• Blog
  • – 02.04.2020

At Enclara, Digital First Still Means Customer First

When people talk about technology companies, they are usually referring to Silicon Valley startups or NASDAQ-listed corporations. However, the line between technology companies and the rest of the economy is increasingly blurry. In many ways, every company is now a tech company.

That’s certainly true at Enclara Pharmacia. Enclara, as well as its predecessor companies, has always had a strong tech focus. The company has developed powerful tools like the E3 Mobile app and the Enclarity reporting platform. The next step? Integrating those tools into a suite of solutions to better meet the unique needs of each hospice.

Laura Lewandowski, VP of Digital Product Management

Customers are increasingly “digital first,” meaning they look to technology for solutions before ever picking up the phone or sending an email. That’s where Laura Lewandowski comes in. As Vice President of Digital Product Management, she leads a newly formed digital team. The team is responsible for defining the customer experience for Enclara’s digital tools.

“Enclara’s value proposition has grown to include our ability to offer a seamless medication management experience to our customers through technology. We realized we needed someone managing those tools who’s responsible for the overall customer experience,” Lewandowski said. “We define the scope of the digital team as every digital interaction, regardless of the platform.”

Enclara is proud to have clinicians in leadership positions throughout the organization. However, they went outside the pharma world to find Lewandowski. She spent the last several years leading digital transformation at an industrial supply company. She says the two worlds aren’t as different as you might think. No matter the industry, digital interactions go hand in hand with great customer service.

After joining Enclara last April, Lewandowski spent her first few months just listening and learning.  What she found was a staff of highly qualified professionals committed to both Enclara’s clients and their patients. They just weren’t always working as one. The missing ingredient? Modern product management.

For the better part of a century, product management was a function split between marketing and engineering. In some cases, engineering would decide what to build and then tell marketing to sell it, regardless of how marketable the product actually was. In others, marketing would provide product specifications without enough thought to how feasible it would be to build.

This dynamic was behind some of the biggest product flops in history, particularly in the tech industry. It’s no surprise, then, that tech is where two concepts came together to solve the problem. Those concepts are agile project management and the customer experience, or Cx.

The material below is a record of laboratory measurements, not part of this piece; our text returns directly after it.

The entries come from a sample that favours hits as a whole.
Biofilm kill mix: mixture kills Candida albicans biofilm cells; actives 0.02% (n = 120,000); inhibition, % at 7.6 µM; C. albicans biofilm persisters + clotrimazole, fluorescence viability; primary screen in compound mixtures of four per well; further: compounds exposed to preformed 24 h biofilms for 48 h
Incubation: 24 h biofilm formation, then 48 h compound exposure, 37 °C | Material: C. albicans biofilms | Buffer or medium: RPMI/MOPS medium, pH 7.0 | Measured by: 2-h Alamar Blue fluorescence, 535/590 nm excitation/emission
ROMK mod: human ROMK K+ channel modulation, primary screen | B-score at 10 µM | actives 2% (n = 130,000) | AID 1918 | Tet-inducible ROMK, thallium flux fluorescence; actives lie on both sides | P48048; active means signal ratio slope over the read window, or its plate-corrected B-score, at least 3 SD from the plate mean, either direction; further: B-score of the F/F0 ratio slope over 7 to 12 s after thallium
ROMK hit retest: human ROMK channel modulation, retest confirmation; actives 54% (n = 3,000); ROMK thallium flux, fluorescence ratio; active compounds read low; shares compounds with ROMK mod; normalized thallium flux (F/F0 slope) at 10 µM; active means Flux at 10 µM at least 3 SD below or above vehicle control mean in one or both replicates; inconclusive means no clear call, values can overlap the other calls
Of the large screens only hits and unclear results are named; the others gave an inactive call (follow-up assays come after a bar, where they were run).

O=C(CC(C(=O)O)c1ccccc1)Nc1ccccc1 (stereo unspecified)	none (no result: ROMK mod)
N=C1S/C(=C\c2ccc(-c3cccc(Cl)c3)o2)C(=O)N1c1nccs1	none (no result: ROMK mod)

Put simply, Agile is a process of continuous improvement over following a rigid plan. Cx is the concept of continuous interaction with the customer. That means engaging the customer at every stage, rather than just doing market research and post-sale surveys. The final piece of the puzzle is having product management as a standalone department reporting directly to senior leadership.

“It’s a lot of user empathy. That’s what I do all day,” Lewandowski said. “Imagine you’re a nurse. Do you want a tool that makes it easy to order meds by mail? Sure. But wouldn’t it be even better if it helped you manage your local pharmacy orders too? We have some nice features for local pharmacy orders like e-prescription requests and the Neighborhood Solutions pharmacy finder, but can we offer more? That’s one area we’re exploring with E3. We look at this as a suite of solutions rather than just a tool.”

Lewandowski is developing ways to better advise clients on how they should use Enclara technology and which pieces of technology might work for their particular business or workflow. Training clients on how to use that technology is important, but she envisions a time when it will be unnecessary.

“My philosophy regarding user experience is that the application should be so easy to use that people can pick it up and immediately know how to use it without ever having used it before,” Lewandowski said. “I just think we shouldn’t have to go to clients and train. My ideal is to be able to watch people use the tools, see where they stumble or ask questions, then make that step more intuitive.”

One of the first things Lewandowski did when she formed Enclara’s new digital team in July was institute Agile project management practices. They used to follow a detailed project roadmap that limited flexibility. Now, they can respond to changing business needs in two weeks rather than two years.

One of her big priorities right now is updating Enclara’s desktop portal to provide a seamless user experience with the mobile app. Another is to ensure consistent capabilities between the two and identify more opportunities for improvement.

Long term, Enclara’s digital team is committed to fully realizing a Cx model in which collaboration with the end users happens at every stage of development. That may include in-person “working” focus groups in which users test early versions of new features. It could also mean finding ways to solicit feedback. The best time to ask users about an experience is right when they have it.

“It doesn’t matter what you think the customer wants or what you want them to want,” Lewandowski said. “What matters is that you are meeting their actual day to day needs. What matters is that the products you develop lead to measurable engagement, satisfaction and growth.”